In Praise of Anthony Bourdain, An Intrepid Traveler
On Friday, June 8, the world lost a larger-than-life figure known for his love of food (and his hatred of airplane food), adventurous spirit and penchant for understanding the world around him. Anthony Bourdain was found dead in his hotel room in Strasbourg, France, on Friday. He was 61. CNN confirmed Bourdain’s death in a statement, saying that he was in France filming an episode for his show “Parts Unknown.”
Bourdain was a titan of the travel world. We didn’t need to look far to find people he had influenced. In our own newsroom, associate editor Brendan Dorsey said, “I probably wouldn’t be here if it wasn’t for Anthony Bourdain.” Across our internal messaging system, people immediately reminisced about their brushes with a man whose outsize persona loomed, in a good way, all over travel media. “He was my first real interview,” wrote travel editor Melanie Lieberman. And TPG himself wrote that they had met “several times at the Cayman Cookout with [The] Ritz-Carlton,” and thanked him for “bringing realness to travel.”
And I, too, would probably not work where I do if it hadn’t been for him.
The news of Bourdain’s death shocked and saddened me. I knew that the world was — in an instant — a less connected place. His writing and his presence on television instilled in me an insatiable curiosity for the world — he unabashedly threw himself into places and situations that would make others tremble. I watched every episode of “Parts Unknown” with excitement and anticipation, knowing that I’d be transported to a place I’d likely never been before. I would marvel at how at ease he was with eating foods that could be described as, uh, exotic — and drinking too much on camera, and divulging personal details to complete strangers.
It all began in 2000, with the publication of his first book, Kitchen Confidential, which made him a name to follow for people who saw how food was far more than just something you eat. He rapidly expanded into hosting travel shows, his first over a decade ago on the Travel Channel called “Anthony Bourdain: No Reservations,” which ended in 2012. Between 2011 and 2013, he hosted “The Layover,” a show dedicated to showing viewers the possibilities of exploring a city between 24 and 48 hours. Most recently, Bourdain moved to CNN where he hosted “Anthony Bourdain: Parts Unknown,” beginning in 2013.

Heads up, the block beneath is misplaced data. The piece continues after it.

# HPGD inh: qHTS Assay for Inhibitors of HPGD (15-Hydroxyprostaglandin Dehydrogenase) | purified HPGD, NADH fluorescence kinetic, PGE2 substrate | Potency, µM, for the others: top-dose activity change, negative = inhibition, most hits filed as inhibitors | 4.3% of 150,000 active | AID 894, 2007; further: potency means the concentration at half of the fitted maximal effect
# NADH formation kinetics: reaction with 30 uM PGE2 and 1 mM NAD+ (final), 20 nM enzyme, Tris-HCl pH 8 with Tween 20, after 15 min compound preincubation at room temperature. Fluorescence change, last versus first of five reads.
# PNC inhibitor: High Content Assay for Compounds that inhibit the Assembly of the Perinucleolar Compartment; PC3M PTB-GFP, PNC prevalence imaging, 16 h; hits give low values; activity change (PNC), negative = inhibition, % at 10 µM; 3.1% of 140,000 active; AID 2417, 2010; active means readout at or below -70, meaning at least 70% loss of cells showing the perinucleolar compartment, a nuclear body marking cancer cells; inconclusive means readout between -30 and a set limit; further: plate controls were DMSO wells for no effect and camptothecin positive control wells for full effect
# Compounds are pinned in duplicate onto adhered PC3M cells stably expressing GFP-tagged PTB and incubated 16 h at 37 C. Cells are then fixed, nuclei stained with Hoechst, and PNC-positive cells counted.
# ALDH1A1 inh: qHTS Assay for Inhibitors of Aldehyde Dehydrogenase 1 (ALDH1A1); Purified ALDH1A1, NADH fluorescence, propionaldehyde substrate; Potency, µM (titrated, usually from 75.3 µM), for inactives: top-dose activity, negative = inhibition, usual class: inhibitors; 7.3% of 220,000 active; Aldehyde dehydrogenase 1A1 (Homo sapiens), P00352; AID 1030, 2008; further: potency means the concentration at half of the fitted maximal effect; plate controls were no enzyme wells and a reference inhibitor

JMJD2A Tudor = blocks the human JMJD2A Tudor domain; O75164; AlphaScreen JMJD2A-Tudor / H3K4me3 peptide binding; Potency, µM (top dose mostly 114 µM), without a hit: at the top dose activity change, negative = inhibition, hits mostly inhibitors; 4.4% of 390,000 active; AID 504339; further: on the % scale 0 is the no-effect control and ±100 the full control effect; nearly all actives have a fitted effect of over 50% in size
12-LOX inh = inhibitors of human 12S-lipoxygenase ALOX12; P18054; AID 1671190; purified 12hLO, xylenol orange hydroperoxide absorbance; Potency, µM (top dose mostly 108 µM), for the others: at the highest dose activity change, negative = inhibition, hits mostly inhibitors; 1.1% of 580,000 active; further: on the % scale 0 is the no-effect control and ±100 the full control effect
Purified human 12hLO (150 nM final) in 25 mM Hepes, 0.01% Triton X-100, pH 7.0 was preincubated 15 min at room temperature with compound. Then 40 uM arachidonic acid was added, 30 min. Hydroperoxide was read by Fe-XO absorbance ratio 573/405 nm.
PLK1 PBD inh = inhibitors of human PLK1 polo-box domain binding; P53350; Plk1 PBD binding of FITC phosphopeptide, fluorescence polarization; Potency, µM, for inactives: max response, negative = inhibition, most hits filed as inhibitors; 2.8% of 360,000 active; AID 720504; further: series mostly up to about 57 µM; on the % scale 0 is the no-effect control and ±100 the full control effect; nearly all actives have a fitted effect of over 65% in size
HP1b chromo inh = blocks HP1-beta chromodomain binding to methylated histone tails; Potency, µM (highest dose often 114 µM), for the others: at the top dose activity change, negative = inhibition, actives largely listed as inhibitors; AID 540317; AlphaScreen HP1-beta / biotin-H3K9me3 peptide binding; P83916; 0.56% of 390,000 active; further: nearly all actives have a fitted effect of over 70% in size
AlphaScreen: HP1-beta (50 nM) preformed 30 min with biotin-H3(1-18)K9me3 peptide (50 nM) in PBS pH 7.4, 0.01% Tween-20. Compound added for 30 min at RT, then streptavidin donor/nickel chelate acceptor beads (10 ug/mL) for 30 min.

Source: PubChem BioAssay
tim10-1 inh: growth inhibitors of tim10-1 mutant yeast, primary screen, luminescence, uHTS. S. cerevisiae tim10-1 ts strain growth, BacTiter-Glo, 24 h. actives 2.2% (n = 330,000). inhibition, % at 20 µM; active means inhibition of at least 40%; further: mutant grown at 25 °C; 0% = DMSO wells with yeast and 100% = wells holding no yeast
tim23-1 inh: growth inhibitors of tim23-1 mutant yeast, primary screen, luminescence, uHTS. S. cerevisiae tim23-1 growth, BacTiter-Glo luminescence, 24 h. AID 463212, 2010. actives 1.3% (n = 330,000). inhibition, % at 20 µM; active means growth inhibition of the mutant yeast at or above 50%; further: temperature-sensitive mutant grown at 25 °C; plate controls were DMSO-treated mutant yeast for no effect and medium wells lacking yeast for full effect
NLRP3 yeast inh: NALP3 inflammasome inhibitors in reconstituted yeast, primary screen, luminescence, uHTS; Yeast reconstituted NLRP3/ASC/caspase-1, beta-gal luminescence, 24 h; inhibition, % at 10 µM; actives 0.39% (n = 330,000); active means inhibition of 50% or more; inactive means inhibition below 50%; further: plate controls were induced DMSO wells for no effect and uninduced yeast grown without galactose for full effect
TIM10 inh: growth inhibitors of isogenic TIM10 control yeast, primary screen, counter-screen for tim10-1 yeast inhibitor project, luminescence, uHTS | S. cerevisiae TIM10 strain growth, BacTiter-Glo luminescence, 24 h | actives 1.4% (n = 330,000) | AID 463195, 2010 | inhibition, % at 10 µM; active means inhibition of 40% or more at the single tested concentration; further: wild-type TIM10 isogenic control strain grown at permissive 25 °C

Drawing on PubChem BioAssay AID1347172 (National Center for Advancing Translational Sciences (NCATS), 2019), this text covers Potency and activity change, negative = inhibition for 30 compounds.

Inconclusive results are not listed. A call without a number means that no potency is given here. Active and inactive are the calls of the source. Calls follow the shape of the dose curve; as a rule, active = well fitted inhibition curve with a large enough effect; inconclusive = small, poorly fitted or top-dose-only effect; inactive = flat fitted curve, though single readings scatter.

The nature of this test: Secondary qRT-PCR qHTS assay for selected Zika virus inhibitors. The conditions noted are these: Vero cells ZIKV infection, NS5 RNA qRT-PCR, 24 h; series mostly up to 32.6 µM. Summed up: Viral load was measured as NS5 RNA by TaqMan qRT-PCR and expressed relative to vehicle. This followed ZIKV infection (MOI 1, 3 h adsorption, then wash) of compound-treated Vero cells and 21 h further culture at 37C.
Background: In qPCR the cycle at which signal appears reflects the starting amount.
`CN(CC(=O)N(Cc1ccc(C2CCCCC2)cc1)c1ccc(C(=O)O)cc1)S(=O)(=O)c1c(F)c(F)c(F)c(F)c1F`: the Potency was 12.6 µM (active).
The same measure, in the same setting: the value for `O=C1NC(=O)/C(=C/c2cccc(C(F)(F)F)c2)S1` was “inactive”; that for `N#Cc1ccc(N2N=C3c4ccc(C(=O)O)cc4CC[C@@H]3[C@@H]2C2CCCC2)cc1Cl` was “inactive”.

And he never stopped exploring — between his three shows, Bourdain logged thousands of miles in the air. In total, he featured 83 countries or regions in episodes. We tallied his travels: the most-featured country across Bourdain’s shows was the United States with a total 67 episodes. But he ranged far and wide. The most featured destination was Italy with 11 episodes, a place where he had also found love again, with actress Asia Argento. After that, and not surprisingly for a food-based show, came France with 10 episodes, followed by Japan (8), China (7), Brazil (6), Spain (6), Canada, India and Vietnam (5), Mexico (4) and the United Kingdom (4). He helped put places on the world travel map that maybe foodies knew, but weren’t yet widely known by Americans: He went three times to Lebanon, Malaysia, Portugal and Singapore, for example. And he made repeat visits to Cuba, Laos, Peru, the Philippines and Uruguay, among others.
And because he really went to parts unknown to most, he also hosted shows from places as diverse as Antarctica, Madagascar, and Uzbekistan: A truly intrepid traveler. I don’t know what his favorite airlines were, but I do know that he had logged more miles than most humans ever will, and found great stories along the way.
Despite his past struggles with drugs, he knew the world, knew people and understood that travel, at its core, is a fundamentally human experience, and that people can set aside differences and come together with a hearty meal, (several) strong drinks and, of course, a riveting story. In today’s world, travel is often a manufactured experience made for the internet, but Bourdain’s style was different — he didn’t care for the frills of travel, but rather he focused on immersing himself in the environment around him in order to better understand humanity and his place in the world. I hope that his life serves as inspiration to many to not be afraid to jump head-first into the unknown, and to never stop exploring the world through food, drink and, most importantly, people — as we’ve discovered recently, life is entirely too fleeting. Rest in peace, Anthony. You’ll be missed.
With additional reporting by Emily McNutt.
If you are having thoughts of suicide, contact the US National Suicide Prevention Lifeline (1-800-273-8255) — open 24 hours a day, every day. You can also visit SpeakingOfSuicide.com/resources for a list of additional resources.
Featured photo by Dimitrios Kambouris/Getty Images for Turner
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